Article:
By Maria Saporta
Thanks to an $83,500 grant from the Delta Air Lines Foundation, the National Parks Service will open the doors of the Martin Luther King Jr. National Historic Park for 16 days – from Jan. 19 through Feb. 3.
That means the park, and its attractions, will be open during the national holiday weekend that honors Martin Luther King Jr.’s birthday. King, the pre-eminent civil rights leader who was assassinated on April 4, 1968, would have been 90 years old on Jan. 15. This year, the actual holiday will be on Jan. 21.
The MLK National Historic Park was been closed due to the federal shutdown. President Donald Trump and Congress have been at an impasse over passing a federal budget, even a temporary one. Trump has been demanding that the budget include at least $5 billion for a border wall or barrier. The Democratic majority in the U.S. House of Representatives opposes the funding for a wall, preferring to invest in modern border security measures.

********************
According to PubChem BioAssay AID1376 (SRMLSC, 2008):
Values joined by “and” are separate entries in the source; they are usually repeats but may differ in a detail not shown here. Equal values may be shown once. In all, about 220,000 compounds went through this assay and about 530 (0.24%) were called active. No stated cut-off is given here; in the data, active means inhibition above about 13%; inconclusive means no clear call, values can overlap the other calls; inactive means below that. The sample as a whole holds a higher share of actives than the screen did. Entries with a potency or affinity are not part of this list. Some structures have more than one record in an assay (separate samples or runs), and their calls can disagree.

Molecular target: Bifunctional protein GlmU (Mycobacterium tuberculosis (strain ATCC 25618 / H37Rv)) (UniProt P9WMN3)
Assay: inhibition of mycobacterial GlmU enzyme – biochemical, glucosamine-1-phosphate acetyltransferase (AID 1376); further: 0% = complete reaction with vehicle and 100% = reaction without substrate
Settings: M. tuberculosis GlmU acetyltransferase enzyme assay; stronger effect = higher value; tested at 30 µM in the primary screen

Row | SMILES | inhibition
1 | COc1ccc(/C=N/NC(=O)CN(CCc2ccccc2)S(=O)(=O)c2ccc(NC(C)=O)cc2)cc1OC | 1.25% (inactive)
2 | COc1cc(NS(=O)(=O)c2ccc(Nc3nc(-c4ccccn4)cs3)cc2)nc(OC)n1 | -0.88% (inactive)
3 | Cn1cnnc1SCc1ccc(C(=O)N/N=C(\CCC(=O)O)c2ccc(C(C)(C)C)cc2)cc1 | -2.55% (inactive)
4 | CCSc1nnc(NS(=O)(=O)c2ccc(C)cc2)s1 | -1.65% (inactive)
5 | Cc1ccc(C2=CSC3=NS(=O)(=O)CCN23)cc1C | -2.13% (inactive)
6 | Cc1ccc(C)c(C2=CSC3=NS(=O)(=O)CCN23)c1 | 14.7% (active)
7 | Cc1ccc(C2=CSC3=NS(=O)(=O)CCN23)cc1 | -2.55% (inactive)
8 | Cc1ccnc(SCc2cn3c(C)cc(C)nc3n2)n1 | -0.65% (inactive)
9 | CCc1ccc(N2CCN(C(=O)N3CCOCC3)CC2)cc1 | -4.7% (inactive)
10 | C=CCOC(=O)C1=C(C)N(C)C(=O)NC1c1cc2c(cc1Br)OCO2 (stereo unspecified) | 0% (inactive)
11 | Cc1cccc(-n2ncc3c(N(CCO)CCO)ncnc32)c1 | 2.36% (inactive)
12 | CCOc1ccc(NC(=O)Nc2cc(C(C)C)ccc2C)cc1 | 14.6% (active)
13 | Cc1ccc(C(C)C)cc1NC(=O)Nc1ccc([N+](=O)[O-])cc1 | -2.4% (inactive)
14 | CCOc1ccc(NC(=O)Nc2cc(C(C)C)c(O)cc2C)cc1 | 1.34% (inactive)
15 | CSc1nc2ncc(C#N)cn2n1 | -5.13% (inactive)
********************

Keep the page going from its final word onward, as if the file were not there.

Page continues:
The standstill has brought much of the federal government to a standstill since Dec. 22, and it is now the longest shutdown in the nation’s history.
Delta’s grant – combined with revenue generated by NPS recreation fees – means the MLK Historic Park will be open when most of the country’s other national parks are closed because of the federal shutdown.
Delta CEO Ed Bastian explained why the airline was motivated to make the grant.
“Dr. King was about bringing people together and at Delta, we are about making the world a smaller place,” Bastian said in a statement. He added that leaders of the airline felt it was important “to ensure that the historical landmarks be accessible to the public.”
The King National Historic Park, which encompasses 35 acres in Atlanta’s Sweet Auburn historic district, includes several significant sites associated with King’s life and legacy. It includes the historic Ebenezer Baptist Church, where King served as co-pastor; the home where he was born; the historic Fire Station No. 6 and a visitor’s center.
It will remain open through Feb. 3, the day when Atlanta will be hosting Super Bowl LIII. That means people visiting Atlanta will be able to tour the historic landmarks.
“This is yet another example of private organizations stepping up to ensure that our visitors from across the nation and around the world are able to have a meaningful experience at national parks,” said David L. Bernhardt, acting secretary of the Interior, in a release.